Australia’s ban on Indian travelers has added “anxiety” to its cricketers following the suspension from the Indian Premier League (IPL), Australian vice-captain Pat Cummins said, as lone players in the country ravaged by COVID on Wednesday.
The Australian government has banned its citizens from returning home within 14 days of arriving in India on pain of fines and jail, leaving dozens of IPL players, coaches and officials stranded.
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Australian fast bowler Cummins isolates himself at an Ahmedabad hotel after two of his Kolkata Knight Riders teammates contracted COVID-19 before organizers ended the tournament on Tuesday.
Cummins said the Australia travel ban, which will be revised on May 15, was a “little” shock.
“Obviously no one has experienced this before,” he told Australian TV station. Fox sports.
“It added a bit of anxiety for some of the Australians here. But we have signed up to play the tournament until early June.
“I hope everything reopens on May 15 and we can come back.”
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With 3.45 million active cases, India recorded 357,229 new infections on Tuesday, while deaths increased from 3,449 to 222,408.
Cummins’ comments came as Delhi capitals confirmed that legspinner Amit Mishra had tested positive for COVID-19 and had been transferred to a designated medical facility.
Three IPL teams have now confirmed cases of COVID-19, with a fourth team, Sunrisers Hyderabad, reported having a positive test returned by batter-keeper Wriddhiman Saha.
As the day wore on, Australian Chennai Super Kings batting coach Mike Hussey tested positive for COVID-19.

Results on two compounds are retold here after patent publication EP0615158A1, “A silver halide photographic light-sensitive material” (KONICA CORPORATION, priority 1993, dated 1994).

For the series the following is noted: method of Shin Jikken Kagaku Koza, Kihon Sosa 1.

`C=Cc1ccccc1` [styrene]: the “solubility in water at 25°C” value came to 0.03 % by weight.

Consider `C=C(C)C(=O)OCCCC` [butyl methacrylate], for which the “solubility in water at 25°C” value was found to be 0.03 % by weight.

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Hussey is believed to be the third case of the team, which went into self-isolation after announcing on Tuesday that bowling coach L. Balaji and a travel staff member tested positive.
Australia currently allows only limited flights and arrivals into the country, and about a quarter of the 35,000 Australians stranded abroad are in India.
Australia’s decision to penalize its citizens for seeking to return home from India has sparked a backlash from lawmakers, legal experts and human rights advocates.
Australian Deputy Prime Minister Michael McCormack said the government would “potentially” lift the travel ban on May 15.
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“We’ve always said we’re going to revisit the break in travel arrangements and that’s what we do, so be patient,” McCormack said on a morning TV show on the Nine Network.
English and Bangladeshi IPL cricketers also face challenges when leaving India due to travel restrictions imposed by national authorities.
BCCI, for their part, said they would help players, staff and officials return home safely.
Former Australian goalkeeper and cricketer expert Adam Gilchrist asked if the tournament should have been held in India.
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“Interesting comment on BCCI saying… they are thinking about the safety of all players,” he said in a video on Sky News.
“I probably feel like they’re a bit behind in their thinking. I’m not sure the tournament should have started in India.”
New Zealand, which has 10 players in the IPL, said its cricketers were “in a relatively safe environment” and those from affected teams were isolated.
The country’s cricket council said it was liaising with authorities to develop an exit plan.